A.J. Burnett told the Toronto Blue Jays yesterday that he will opt out of the remaining two seasons of his five-year, $55 million contract.
The pitcher will forfeit $24 million and can file for free agency. His contract called for a $6 million signing bonus, a $1 million salary in 2006 and $12 million in the remaining four seasons.
Blue Jays general manager J.P. Ricciardi said talks will continue on the possibility of a new deal for the hard-throwing right-hander, who turns 32 in January.
Burnett went 18-10 with a 4.07 ERA in 34 starts this season and led the American League with 231 strikeouts. He went 10-8 in each of his first two seasons with Toronto, and injuries limited him to 21 starts in 2006 and 25 the next year.
With pitching scarce, Burnett figures to be a target for high-revenue teams such as the New York Yankees and Mets and the Boston Red Sox. The Orioles could also be in on at least the early bidding for Burnett, who has a house in the Baltimore area. His agent, Darek Braunecker, left open the possibility of re-signing with Toronto.
Yankees: : New York declined its 2009 options on first baseman Jason Giambi and pitcher Carl Pavano, making the pair eligible for free agency. Giambi will receive a $5 million buyout rather than a $22 million salary next season, completing his seven-year, $120 million contract. Pavano gets a $1.95 million buyout instead of a $13 million salary, finishing his $39.95 million deal. In a sign that Giambi might want to return to Oakland, where he was the 2000 American League Most Valuable Player, the Athletics announced that Bob Alejo will become its director of strength and conditioning. Alejo was Oakland's strength and conditioning coach from 1993 to 2001 and followed Giambi to the Yankees. Pavano was one of the biggest free-agent busts, spending most of the past four years on the disabled list. He made just 26 starts during the contract, going 9-8 with a 5.00 ERA.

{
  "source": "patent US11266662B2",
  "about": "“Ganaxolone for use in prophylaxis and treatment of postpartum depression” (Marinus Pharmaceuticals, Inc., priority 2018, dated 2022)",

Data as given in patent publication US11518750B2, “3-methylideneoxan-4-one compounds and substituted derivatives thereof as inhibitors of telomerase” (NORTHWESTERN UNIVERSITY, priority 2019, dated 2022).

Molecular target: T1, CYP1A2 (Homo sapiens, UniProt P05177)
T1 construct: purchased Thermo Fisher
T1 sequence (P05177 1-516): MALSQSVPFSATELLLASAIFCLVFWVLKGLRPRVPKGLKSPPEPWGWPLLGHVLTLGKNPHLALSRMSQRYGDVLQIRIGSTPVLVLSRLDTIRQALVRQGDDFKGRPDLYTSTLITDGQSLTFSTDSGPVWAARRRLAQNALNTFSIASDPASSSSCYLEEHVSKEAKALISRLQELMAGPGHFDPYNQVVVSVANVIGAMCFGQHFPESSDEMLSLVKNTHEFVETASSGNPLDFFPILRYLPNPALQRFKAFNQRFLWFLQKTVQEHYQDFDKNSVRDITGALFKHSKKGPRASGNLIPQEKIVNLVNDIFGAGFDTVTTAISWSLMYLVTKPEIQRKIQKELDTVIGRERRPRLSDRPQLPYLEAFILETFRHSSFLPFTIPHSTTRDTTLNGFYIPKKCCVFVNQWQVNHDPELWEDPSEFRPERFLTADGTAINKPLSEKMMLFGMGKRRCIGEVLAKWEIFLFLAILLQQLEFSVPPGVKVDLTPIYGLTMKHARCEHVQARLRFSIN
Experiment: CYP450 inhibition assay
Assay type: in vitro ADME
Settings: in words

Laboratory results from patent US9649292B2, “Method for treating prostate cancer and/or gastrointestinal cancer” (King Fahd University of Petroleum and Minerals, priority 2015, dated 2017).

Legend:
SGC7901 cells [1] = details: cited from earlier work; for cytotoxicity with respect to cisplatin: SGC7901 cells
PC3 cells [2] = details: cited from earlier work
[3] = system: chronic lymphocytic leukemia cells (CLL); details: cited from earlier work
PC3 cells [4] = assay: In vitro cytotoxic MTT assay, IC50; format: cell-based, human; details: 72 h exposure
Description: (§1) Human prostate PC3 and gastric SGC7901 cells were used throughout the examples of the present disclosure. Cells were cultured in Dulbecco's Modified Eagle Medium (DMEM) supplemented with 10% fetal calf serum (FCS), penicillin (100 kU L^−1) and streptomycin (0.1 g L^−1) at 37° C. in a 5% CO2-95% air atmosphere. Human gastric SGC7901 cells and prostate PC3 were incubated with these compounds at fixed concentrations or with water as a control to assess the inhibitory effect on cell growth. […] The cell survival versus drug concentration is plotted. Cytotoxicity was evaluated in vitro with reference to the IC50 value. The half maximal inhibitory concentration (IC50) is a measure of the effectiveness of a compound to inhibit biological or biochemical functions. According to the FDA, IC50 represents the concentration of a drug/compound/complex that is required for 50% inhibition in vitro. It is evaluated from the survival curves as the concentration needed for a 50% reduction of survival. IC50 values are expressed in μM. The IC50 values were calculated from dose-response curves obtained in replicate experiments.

Canseco:: Jose Canseco went to a Tijuana pharmacy in October looking for something to boost his testosterone level - low after years of admitted steroid use - and got himself in trouble again. Limping slightly and saying he's tired, depressed and nearly bankrupt, the former slugger pleaded guilty in San Diego to a misdemeanor offense of trying to bring a fertility drug across the Mexican border. He was sentenced to 12 months' unsupervised probation. Canseco, 44, apologized to U.S. Magistrate Judge Ruben B. Brooks, saying, "I made an honest mistake." Canseco faced a maximum sentence of one year in prison and a maximum fine of $1,000. The former star was ordered to pay a $25 special assessment.
Et cetera: : Mark Teixeira (Mount St. Joseph), Matt Holliday and CC Sabathia drew the highest marks in the annual player rankings by the Elias Sports Bureau. The rankings are used to determine what draft choices are awarded as compensation for teams losing free agents. ... The Brewers hired Dale Sveum as hitting coach, bringing back the interim manager who led Milwaukee to its first playoff berth in 26 years. ... Cardinals right-hander Chris Carpenter had surgery to transpose a nerve in his right elbow. St. Louis did not say whether he remained on a timetable to return by spring training. ... Nationals first baseman Dmitri Young, the 2007 National League Comeback Player of the Year, was sent outright to Triple-A Syracuse.